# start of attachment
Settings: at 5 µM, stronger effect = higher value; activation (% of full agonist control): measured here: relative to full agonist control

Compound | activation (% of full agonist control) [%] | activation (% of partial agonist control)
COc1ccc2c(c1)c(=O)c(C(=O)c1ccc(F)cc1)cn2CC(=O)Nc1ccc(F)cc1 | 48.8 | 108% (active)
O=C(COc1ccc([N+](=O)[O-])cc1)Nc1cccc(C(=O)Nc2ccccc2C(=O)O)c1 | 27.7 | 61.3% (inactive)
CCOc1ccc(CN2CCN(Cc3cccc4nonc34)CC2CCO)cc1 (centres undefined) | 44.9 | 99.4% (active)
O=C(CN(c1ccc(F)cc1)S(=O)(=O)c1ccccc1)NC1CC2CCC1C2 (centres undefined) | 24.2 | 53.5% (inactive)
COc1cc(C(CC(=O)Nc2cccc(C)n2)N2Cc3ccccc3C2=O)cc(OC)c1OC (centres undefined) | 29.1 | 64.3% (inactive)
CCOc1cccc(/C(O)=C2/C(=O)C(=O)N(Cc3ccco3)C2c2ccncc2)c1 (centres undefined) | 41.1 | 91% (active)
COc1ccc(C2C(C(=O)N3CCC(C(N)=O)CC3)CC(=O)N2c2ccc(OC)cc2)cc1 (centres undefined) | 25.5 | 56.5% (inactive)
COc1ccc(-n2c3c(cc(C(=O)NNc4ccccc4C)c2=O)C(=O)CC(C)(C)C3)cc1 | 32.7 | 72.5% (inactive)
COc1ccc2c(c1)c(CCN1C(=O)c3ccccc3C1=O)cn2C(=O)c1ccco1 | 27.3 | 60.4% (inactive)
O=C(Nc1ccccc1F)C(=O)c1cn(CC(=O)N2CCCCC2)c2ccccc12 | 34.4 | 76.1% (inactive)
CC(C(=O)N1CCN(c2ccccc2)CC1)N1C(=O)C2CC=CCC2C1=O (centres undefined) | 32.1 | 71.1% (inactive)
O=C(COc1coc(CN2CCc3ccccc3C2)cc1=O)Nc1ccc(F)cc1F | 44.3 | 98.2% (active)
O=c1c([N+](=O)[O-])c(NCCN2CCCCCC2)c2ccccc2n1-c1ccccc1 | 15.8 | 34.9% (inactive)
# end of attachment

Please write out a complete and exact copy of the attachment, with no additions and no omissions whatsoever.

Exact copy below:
Settings: at 5 µM, stronger effect = higher value; activation (% of full agonist control): measured here: relative to full agonist control

Compound | activation (% of full agonist control) [%] | activation (% of partial agonist control)
COc1ccc2c(c1)c(=O)c(C(=O)c1ccc(F)cc1)cn2CC(=O)Nc1ccc(F)cc1 | 48.8 | 108% (active)
O=C(COc1ccc([N+](=O)[O-])cc1)Nc1cccc(C(=O)Nc2ccccc2C(=O)O)c1 | 27.7 | 61.3% (inactive)
CCOc1ccc(CN2CCN(Cc3cccc4nonc34)CC2CCO)cc1 (centres undefined) | 44.9 | 99.4% (active)
O=C(CN(c1ccc(F)cc1)S(=O)(=O)c1ccccc1)NC1CC2CCC1C2 (centres undefined) | 24.2 | 53.5% (inactive)
COc1cc(C(CC(=O)Nc2cccc(C)n2)N2Cc3ccccc3C2=O)cc(OC)c1OC (centres undefined) | 29.1 | 64.3% (inactive)
CCOc1cccc(/C(O)=C2/C(=O)C(=O)N(Cc3ccco3)C2c2ccncc2)c1 (centres undefined) | 41.1 | 91% (active)
COc1ccc(C2C(C(=O)N3CCC(C(N)=O)CC3)CC(=O)N2c2ccc(OC)cc2)cc1 (centres undefined) | 25.5 | 56.5% (inactive)
COc1ccc(-n2c3c(cc(C(=O)NNc4ccccc4C)c2=O)C(=O)CC(C)(C)C3)cc1 | 32.7 | 72.5% (inactive)
COc1ccc2c(c1)c(CCN1C(=O)c3ccccc3C1=O)cn2C(=O)c1ccco1 | 27.3 | 60.4% (inactive)
O=C(Nc1ccccc1F)C(=O)c1cn(CC(=O)N2CCCCC2)c2ccccc12 | 34.4 | 76.1% (inactive)
CC(C(=O)N1CCN(c2ccccc2)CC1)N1C(=O)C2CC=CCC2C1=O (centres undefined) | 32.1 | 71.1% (inactive)
O=C(COc1coc(CN2CCc3ccccc3C2)cc1=O)Nc1ccc(F)cc1F | 44.3 | 98.2% (active)
O=c1c([N+](=O)[O-])c(NCCN2CCCCCC2)c2ccccc2n1-c1ccccc1 | 15.8 | 34.9% (inactive)